FAMILIAR STRANGERS: Almost Lost

Familiar Strangers Found Photography Show- Matthews Gallery Blog

Editor’s Note: No original photographs were harmed in the making of this blog

The messages were all the same. “Why do found photographs hold allure for you?” we wrote to members of Flickr’s robust vernacular photography community. “What is it about anonymous photographers and their subjects that makes collecting these artworks special or important?” 

As we explained in our last blog post, we’ve been wearing many different hats as we prepare for the May 16 opening of FAMILIAR STRANGERS: Vernacular Photography. Judging by the diverse answers we received from this query, it seems longtime found photography fans follow a similar process.

“At the time they were taken, they meant something to the photographer,” writes Gary Moyer, who runs a Flickr Group called Found Photos. “It’s a shame to think they can’t live on in this digital age.” But although part of Moyer’s mission is to bring this ephemera to the virtual realm, he’s also charmed by the objects themselves. “The photos are real, something to hold in your hand,” he concludes. 

For John Van Noate, administrator of several vernacular photography groups, it’s more about the immediacy of the image. “They provide a slice of life unfiltered, unmediated,” he writes. “Life in the raw, so to speak.”

Dave Bass‘ interest in vernacular photography started with a childhood fascination for taking snapshots. “I still recall the anxiety felt when retrieving a processed roll from the drugstore and opening the package to discover my treasures,” he recalls. Hunting down “orphan” photos seemed like a natural extension of his passion, and over years of collecting he’s learned a lot about human nature from the pictures he’s found.

I truly believe that such photographs are authentic cultural artifacts that portray who we as humans were, who we have become, and where we will likely go,” Bass writes. He uses Flickr group Vernacular Photo to connect with like-minded folks across the world. 

All of these intrepid collectors’ answers did have one thing in common: a sense of loss, and a desire to subvert it. As Moyer puts it, “Each [photograph] represents a moment that is gone forever.” In a way, these collections preserve memories that would otherwise have vanished long ago.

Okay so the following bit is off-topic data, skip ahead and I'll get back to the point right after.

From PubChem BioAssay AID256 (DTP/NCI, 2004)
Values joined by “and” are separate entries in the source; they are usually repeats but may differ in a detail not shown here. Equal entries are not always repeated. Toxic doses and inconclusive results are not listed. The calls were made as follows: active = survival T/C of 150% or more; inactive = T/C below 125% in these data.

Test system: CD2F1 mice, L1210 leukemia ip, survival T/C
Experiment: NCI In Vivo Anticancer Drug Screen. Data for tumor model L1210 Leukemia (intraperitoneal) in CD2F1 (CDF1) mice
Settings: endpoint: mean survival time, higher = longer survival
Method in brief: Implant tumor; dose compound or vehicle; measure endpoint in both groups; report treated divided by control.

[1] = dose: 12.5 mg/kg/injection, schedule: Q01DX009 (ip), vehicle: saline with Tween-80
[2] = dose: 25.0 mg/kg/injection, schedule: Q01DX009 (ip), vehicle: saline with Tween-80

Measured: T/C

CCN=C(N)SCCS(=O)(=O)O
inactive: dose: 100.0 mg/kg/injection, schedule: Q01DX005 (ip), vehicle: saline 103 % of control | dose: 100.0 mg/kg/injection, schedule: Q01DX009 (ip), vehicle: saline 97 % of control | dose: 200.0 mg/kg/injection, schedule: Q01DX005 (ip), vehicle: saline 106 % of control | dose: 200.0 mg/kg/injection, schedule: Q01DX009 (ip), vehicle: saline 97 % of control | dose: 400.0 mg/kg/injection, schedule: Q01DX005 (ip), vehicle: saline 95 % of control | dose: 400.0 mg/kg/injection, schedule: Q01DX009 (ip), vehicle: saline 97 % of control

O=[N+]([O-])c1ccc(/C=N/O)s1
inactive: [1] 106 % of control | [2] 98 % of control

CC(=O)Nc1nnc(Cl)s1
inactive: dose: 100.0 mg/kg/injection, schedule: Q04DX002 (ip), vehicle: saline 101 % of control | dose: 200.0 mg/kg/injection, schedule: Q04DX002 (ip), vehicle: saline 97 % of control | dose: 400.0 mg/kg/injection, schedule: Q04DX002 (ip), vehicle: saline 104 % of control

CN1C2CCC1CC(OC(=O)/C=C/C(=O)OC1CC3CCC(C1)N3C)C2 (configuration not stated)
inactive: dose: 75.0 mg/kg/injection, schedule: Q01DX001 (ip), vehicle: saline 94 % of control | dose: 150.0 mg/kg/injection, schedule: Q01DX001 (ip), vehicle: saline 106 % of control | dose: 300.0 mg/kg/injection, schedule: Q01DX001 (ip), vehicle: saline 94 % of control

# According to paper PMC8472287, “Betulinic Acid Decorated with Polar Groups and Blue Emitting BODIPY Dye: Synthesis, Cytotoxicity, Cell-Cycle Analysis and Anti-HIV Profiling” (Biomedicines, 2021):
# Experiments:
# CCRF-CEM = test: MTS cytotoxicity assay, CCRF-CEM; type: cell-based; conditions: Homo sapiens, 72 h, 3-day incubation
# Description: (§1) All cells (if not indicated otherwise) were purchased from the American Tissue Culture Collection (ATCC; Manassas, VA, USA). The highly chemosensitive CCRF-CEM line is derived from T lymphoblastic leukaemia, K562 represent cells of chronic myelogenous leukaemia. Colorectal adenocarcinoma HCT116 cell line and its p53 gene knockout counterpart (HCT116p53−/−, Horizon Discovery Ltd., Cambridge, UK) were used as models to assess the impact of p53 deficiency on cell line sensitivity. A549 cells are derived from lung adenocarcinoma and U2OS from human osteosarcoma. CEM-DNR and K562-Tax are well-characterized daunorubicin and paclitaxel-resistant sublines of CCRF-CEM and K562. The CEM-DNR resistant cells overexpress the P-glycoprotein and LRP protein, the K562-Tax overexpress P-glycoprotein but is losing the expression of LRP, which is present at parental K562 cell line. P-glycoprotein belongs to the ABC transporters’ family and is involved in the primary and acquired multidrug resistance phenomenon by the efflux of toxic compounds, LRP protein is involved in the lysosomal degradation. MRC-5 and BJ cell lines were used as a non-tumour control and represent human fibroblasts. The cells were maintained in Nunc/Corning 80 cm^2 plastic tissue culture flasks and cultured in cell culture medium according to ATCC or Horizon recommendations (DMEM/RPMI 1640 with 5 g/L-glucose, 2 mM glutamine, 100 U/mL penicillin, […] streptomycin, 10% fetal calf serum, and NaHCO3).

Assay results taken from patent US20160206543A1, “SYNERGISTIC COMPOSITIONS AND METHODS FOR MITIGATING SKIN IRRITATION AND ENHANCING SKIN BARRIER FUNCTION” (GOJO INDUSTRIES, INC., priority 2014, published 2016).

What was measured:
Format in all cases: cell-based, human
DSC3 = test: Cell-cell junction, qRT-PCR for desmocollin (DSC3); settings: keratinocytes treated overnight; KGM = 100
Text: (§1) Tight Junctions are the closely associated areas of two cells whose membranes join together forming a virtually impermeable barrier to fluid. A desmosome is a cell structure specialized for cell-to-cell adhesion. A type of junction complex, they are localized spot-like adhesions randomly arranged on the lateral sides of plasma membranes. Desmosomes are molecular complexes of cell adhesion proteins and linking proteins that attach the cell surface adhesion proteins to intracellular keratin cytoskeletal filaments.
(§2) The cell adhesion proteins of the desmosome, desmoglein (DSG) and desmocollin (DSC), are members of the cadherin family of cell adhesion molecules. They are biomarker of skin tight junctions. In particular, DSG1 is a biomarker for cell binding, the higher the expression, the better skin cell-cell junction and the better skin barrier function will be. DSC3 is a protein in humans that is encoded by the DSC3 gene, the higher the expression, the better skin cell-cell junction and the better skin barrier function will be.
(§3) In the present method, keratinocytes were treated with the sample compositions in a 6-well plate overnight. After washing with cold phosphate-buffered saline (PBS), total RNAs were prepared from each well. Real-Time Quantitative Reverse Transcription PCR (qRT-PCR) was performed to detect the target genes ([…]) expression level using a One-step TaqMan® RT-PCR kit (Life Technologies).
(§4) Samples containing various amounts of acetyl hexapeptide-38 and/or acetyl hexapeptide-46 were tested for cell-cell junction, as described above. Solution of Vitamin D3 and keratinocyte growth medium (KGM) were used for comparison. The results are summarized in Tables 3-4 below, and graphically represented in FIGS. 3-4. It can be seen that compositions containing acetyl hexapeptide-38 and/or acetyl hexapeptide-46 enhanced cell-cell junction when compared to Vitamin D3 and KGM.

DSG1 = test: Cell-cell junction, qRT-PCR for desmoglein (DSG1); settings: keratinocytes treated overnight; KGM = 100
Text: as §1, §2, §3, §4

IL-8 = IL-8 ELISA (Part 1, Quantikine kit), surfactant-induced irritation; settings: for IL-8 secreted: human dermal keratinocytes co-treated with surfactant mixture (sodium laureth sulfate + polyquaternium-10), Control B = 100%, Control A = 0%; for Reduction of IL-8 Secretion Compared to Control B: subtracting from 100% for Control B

On that hopeful note, we leave you with an excerpt from Paul Jackson‘s correspondence. The UK resident runs the Flickr group Found Photographs, and has a lot to say about vernacular photos and the power of the online community to uncover their secrets. It’s enough to make you believe that nothing is lost forever. Attend our FAMILIAR STRANGERS exhibition, opening May 16 from 5-7 pm, to untangle more mysteries!

Familiar Strangers Found Photography Show- Matthews Gallery Blog

From Paul Jackson:

I went to art school here in the UK in the 1970s and my interest in vernacular photographs stems from then. In those days you could often buy old postcards and snapshots in charity shops for virtually nothing. Often just arranged in old shoe boxes. You can rarely do that now as these things have become very collectable.

I think it is a shame when dealers break up old photograph albums as all the clues that would help place these images in context get wiped away. You may be interested in some subsidiary groups we run on Flickr. One is called “What’s That Picture” where we invite people to post pre-1945 images that they want help identifying. Sometimes this is a tall order but the Flickr community acts a bit like a hive mind and we have had some astonishing successes. A lot of these can be found in another group “The Astonishing Power of Flickr“. Here many images that have been successfully identified have been posted and some other extraordinary events such as people recognising themselves or other serendipitous events have occurred. 

You ask what the allure is for me. Well, there is something awfully poignant about old snap shots/vernacular photographs. The lives of strangers’ births deaths marriages, love, hearth and home..all life is there and with the knowledge that all that life has probably by now slipped away. These things end up in sales almost always through a death and the death of someone who either has no remaining family, or a family that cannot or will not preserve these fragile family histories. It is a very sobering thought.